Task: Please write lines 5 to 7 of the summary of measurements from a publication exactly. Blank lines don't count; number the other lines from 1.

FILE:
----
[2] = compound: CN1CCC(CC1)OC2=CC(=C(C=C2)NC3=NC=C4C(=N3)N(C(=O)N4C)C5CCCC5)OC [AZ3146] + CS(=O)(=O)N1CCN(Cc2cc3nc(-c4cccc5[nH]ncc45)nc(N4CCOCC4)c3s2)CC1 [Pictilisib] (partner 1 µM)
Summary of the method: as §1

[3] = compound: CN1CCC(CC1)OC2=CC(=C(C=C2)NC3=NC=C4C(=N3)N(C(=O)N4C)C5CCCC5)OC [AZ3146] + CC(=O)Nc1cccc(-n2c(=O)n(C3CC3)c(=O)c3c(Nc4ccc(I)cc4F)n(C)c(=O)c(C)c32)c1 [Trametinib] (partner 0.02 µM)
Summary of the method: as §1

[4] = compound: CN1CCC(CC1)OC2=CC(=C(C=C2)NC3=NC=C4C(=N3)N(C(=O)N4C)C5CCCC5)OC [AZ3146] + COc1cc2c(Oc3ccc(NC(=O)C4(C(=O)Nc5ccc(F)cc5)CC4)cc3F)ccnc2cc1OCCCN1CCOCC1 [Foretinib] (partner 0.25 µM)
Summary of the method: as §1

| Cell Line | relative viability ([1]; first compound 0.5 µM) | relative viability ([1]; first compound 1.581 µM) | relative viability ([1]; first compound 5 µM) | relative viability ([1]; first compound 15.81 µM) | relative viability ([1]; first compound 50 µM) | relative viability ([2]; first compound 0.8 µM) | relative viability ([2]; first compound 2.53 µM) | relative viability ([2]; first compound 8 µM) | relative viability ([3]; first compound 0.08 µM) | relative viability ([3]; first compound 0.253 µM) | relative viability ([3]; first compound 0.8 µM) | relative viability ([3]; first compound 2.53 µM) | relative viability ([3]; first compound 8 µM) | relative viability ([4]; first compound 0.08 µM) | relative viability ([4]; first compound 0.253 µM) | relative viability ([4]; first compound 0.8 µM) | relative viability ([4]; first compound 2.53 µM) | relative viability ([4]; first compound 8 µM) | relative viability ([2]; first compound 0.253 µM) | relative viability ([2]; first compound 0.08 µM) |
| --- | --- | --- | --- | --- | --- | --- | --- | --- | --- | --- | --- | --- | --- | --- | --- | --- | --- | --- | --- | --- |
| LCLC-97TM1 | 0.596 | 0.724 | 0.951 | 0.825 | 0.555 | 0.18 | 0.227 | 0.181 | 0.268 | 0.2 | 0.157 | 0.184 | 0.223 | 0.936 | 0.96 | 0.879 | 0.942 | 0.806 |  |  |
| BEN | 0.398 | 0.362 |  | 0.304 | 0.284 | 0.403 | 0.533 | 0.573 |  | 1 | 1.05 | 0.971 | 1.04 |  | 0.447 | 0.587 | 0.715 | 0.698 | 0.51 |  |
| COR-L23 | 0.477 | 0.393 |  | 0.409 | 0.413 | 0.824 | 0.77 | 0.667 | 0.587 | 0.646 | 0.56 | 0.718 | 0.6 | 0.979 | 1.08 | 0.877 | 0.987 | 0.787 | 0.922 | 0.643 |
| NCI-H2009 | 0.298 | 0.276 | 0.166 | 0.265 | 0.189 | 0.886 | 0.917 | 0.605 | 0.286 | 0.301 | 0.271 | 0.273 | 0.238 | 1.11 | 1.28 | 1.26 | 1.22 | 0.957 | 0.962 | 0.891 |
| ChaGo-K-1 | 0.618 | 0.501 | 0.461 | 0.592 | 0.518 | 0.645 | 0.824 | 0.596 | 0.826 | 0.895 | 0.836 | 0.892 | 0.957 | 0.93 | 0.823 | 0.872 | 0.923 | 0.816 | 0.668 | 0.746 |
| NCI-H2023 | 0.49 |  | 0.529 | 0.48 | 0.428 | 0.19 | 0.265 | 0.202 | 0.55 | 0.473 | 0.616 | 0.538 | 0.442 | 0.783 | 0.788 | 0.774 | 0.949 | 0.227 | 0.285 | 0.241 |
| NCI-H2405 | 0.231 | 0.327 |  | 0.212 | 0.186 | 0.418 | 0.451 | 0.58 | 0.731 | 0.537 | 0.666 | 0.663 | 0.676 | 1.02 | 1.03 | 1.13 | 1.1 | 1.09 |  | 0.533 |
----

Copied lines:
[4] = compound: CN1CCC(CC1)OC2=CC(=C(C=C2)NC3=NC=C4C(=N3)N(C(=O)N4C)C5CCCC5)OC [AZ3146] + COc1cc2c(Oc3ccc(NC(=O)C4(C(=O)Nc5ccc(F)cc5)CC4)cc3F)ccnc2cc1OCCCN1CCOCC1 [Foretinib] (partner 0.25 µM)
Summary of the method: as §1

| Cell Line | relative viability ([1]; first compound 0.5 µM) | relative viability ([1]; first compound 1.581 µM) | relative viability ([1]; first compound 5 µM) | relative viability ([1]; first compound 15.81 µM) | relative viability ([1]; first compound 50 µM) | relative viability ([2]; first compound 0.8 µM) | relative viability ([2]; first compound 2.53 µM) | relative viability ([2]; first compound 8 µM) | relative viability ([3]; first compound 0.08 µM) | relative viability ([3]; first compound 0.253 µM) | relative viability ([3]; first compound 0.8 µM) | relative viability ([3]; first compound 2.53 µM) | relative viability ([3]; first compound 8 µM) | relative viability ([4]; first compound 0.08 µM) | relative viability ([4]; first compound 0.253 µM) | relative viability ([4]; first compound 0.8 µM) | relative viability ([4]; first compound 2.53 µM) | relative viability ([4]; first compound 8 µM) | relative viability ([2]; first compound 0.253 µM) | relative viability ([2]; first compound 0.08 µM) |